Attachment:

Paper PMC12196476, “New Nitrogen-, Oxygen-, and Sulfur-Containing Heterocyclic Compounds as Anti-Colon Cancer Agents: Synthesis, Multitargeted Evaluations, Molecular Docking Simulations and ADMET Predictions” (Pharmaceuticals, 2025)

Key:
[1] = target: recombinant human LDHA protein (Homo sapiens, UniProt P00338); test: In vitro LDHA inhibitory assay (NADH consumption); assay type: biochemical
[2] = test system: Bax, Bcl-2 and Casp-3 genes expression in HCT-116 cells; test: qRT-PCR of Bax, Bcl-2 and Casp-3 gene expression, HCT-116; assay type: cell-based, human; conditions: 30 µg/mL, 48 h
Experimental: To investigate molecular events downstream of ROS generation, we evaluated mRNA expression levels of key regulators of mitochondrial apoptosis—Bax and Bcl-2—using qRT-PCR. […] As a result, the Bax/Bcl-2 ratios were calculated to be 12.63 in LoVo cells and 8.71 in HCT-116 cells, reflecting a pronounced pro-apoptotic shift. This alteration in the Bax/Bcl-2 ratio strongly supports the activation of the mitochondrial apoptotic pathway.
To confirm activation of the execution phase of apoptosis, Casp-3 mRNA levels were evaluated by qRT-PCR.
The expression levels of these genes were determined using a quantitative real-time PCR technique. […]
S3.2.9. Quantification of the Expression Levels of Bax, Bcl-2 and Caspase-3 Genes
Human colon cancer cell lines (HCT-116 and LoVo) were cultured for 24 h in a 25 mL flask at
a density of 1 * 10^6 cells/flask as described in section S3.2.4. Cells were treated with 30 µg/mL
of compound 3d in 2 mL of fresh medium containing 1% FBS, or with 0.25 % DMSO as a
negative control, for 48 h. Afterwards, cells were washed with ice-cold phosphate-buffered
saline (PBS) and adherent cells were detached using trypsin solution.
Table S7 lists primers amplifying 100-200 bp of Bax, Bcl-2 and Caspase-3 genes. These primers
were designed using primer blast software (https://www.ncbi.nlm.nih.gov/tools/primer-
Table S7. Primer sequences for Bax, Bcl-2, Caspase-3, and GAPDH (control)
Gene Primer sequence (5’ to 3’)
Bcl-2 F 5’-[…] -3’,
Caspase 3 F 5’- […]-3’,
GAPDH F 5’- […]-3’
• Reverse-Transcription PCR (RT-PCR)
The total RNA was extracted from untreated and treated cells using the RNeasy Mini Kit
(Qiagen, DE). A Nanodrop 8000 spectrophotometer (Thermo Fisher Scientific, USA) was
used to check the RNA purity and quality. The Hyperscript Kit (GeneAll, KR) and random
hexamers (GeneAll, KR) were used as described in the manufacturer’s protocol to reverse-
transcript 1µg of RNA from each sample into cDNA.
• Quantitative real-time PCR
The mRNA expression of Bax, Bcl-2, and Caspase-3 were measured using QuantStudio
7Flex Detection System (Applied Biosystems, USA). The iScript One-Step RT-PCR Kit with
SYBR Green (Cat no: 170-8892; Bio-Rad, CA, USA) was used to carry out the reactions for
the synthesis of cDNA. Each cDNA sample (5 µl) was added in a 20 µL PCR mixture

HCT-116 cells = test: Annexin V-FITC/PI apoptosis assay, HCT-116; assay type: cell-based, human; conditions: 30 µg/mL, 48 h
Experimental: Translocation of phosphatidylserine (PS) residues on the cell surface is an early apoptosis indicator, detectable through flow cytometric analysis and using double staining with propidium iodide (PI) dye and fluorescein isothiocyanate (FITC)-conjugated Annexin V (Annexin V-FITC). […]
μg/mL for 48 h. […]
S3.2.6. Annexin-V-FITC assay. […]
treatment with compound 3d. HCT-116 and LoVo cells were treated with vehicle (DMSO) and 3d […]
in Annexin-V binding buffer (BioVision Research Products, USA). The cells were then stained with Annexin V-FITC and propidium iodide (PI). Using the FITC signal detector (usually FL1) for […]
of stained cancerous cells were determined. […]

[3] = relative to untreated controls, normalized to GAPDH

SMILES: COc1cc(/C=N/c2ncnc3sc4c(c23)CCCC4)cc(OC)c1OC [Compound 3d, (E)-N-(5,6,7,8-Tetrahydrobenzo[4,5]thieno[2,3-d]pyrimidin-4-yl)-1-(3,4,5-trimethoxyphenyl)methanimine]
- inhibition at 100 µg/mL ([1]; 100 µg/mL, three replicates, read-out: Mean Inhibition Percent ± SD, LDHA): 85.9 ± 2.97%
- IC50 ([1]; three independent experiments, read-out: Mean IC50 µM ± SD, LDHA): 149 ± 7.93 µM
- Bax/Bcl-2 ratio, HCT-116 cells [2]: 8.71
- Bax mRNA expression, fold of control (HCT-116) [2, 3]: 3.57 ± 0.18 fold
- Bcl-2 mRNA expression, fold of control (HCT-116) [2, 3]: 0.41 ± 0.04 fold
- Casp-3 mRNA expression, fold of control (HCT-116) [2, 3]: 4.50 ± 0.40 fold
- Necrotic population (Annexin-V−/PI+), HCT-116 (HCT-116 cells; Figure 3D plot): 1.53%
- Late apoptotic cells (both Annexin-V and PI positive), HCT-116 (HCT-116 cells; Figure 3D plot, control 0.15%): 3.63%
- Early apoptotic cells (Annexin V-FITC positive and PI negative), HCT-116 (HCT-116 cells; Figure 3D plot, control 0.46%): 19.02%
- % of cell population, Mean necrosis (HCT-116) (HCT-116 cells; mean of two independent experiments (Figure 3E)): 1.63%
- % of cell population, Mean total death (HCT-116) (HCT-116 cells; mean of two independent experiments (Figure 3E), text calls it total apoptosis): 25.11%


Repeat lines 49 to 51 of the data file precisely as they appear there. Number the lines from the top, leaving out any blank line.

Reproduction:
- Early apoptotic cells (Annexin V-FITC positive and PI negative), HCT-116 (HCT-116 cells; Figure 3D plot, control 0.46%): 19.02%
- % of cell population, Mean necrosis (HCT-116) (HCT-116 cells; mean of two independent experiments (Figure 3E)): 1.63%
- % of cell population, Mean total death (HCT-116) (HCT-116 cells; mean of two independent experiments (Figure 3E), text calls it total apoptosis): 25.11%